Both pancreatic hormones are necessary to maintain blood glucose levels, even though their actions are opposite. Insulin is a hypoglycemic hormone, that is, it will try to lower blood glucose if necessary.
This hormone will bind to various specific receptors called GLUT, which are found in different organs. The binding of insulin to the receptors will generate conformational changes in tissue cells, which will increase the influx of glucose. Insulin will also increase glucose stores in the liver by increasing glycogen synthesis.
For its part, glucagon is a hyperglycemic hormone, which means that it seeks to increase the concentration of glucose in the blood. Glucagon acts mainly in the liver, where it will stimulate the synthesis of sugars and the breakdown of glycogen. All the glucose released by the liver will be expelled into the bloodstream to be used by the cells.
Glucagon also generates other effects in the body such as the uptake of amino acids and the breakdown of fatty tissue. In addition, it increases the production of certain compounds in the liver called ketone bodies.
3. Incentives for their release
All hormones have factors that stimulate or inhibit their release so that a balance can exist in the body. The stimuli that regulate the release of insulin and glucagon also allow the two substances to be differentiated from each other.
Insulin secretion is stimulated by multiple substances called secretagogues. However, studies establish that the increase in glucose levels is the main insulin-releasing stimulus. For its part, the decrease in release appears as a result of hypoglycemia, fasting, and the action of somatostatin.
Glucagon also has various stimuli for its release, the main one being the decrease in blood glucose concentration. Fasting also increases glucagon release, as it will seek to increase glucose levels to provide energy for cells.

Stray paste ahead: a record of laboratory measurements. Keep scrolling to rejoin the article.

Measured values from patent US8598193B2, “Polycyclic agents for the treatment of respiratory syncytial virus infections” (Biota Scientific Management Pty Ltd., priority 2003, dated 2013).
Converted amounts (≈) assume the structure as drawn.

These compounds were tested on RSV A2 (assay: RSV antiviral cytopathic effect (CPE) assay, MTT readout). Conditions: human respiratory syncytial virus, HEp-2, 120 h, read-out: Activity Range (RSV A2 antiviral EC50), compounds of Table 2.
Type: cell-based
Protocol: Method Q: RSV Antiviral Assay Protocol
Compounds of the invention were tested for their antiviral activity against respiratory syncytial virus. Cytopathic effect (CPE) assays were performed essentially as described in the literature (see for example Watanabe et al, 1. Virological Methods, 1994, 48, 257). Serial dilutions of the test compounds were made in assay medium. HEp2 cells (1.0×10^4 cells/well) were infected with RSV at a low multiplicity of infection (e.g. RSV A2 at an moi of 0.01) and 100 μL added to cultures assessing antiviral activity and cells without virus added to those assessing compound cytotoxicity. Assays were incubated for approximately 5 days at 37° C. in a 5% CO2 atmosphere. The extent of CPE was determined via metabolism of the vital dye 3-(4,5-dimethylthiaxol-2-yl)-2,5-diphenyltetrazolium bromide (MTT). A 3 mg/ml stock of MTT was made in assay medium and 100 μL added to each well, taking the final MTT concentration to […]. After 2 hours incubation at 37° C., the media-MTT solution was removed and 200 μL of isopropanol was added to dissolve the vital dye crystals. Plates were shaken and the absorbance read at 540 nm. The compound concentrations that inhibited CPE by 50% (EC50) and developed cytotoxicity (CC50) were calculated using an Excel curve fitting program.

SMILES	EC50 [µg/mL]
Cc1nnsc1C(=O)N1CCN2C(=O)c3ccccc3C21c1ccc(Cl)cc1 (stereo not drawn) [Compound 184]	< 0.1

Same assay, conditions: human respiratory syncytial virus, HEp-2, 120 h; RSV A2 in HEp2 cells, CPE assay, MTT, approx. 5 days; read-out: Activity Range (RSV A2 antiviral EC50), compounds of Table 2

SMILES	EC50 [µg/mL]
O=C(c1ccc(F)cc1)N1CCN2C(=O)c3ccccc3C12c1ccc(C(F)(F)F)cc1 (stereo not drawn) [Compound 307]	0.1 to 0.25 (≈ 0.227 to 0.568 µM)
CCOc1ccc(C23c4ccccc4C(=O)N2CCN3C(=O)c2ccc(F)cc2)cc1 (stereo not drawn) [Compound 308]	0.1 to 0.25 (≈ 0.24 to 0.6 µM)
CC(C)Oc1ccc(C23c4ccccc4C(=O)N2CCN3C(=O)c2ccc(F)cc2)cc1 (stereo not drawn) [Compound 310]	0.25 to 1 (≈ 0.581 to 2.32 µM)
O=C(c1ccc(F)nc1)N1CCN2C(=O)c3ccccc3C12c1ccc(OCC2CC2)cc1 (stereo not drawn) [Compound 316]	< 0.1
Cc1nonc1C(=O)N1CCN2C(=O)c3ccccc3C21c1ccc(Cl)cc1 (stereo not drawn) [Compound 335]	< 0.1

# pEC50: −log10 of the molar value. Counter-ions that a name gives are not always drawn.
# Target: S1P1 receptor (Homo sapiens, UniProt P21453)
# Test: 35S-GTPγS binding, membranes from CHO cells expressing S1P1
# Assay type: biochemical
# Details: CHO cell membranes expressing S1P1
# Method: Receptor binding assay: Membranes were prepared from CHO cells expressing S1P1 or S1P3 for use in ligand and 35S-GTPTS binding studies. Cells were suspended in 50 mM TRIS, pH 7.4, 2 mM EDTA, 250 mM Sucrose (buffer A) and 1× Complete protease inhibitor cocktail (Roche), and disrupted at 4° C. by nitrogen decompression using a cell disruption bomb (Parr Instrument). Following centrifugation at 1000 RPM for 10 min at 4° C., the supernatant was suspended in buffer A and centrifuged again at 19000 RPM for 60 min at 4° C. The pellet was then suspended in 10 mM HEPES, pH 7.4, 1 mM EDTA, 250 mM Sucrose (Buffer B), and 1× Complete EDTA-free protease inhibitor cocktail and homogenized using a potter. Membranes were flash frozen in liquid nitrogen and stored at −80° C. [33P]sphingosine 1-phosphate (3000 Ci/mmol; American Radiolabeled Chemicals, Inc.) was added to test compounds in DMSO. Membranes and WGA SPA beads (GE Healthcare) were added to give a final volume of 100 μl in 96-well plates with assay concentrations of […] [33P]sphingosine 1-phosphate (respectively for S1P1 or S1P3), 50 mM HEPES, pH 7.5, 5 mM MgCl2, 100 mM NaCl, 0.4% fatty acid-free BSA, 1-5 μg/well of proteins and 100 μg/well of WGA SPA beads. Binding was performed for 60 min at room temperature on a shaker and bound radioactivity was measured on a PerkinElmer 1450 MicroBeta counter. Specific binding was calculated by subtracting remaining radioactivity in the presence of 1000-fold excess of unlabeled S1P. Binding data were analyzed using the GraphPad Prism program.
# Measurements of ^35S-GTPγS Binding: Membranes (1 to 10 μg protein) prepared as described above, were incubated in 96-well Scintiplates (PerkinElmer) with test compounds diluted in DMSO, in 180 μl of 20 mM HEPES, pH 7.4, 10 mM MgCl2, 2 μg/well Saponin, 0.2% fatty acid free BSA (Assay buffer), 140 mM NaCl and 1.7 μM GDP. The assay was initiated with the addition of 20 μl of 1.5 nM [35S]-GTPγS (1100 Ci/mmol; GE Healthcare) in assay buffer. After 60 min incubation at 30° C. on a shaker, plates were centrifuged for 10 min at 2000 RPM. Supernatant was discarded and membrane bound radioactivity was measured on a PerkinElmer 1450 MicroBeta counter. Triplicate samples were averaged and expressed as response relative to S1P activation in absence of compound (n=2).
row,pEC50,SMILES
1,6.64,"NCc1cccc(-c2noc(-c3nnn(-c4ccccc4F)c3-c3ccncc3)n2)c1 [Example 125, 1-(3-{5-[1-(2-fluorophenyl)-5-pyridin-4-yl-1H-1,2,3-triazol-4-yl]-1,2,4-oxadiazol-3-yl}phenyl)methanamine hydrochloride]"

Being antagonistic hormones, most of the factors that increase insulin release decrease glucagon release. In this sense, the release is inhibited by the increase in fatty acids, amino acids or intestinal hormones. The action of insulin and somatostatin also have an inhibitory effect.
4. Associated pathologies and therapeutic uses
Variations in insulin and glucagon levels can provoke the appearance of hypo or hyperglycemic states, which are associated with different pathologies. The decrease in insulin production is directly related to diabetes mellitus. For its part, its increase is related to prediabetes, a state prior to type 2 diabetes.
The increase in glucagon levels could generate a state of hyperglycemia, which can promote the development of diabetes. In addition, the decrease in its release will generate hypoglycemia, so that the cells will not hathe ve energy to carry out their basic functions.
The exogenous administration of these substances is also useful in the treatment of multiple pathologies. There are different types of insulin, which are used in patients with type 1 diabetes to maintain high glycemic control. On the other hand, many drugs can generate a transient state of hypoglycemia, which can be counteracted with the administration of glucagon.
Two very different but necessary hormones
Insulin and glucagon are one of the most important hormones synthesized in the pancreas due to their effects on blood glucose. The structural differences between insulin and glucagon allow these compounds to have different actions, making it possible to maintain the desired balance.It might interest you...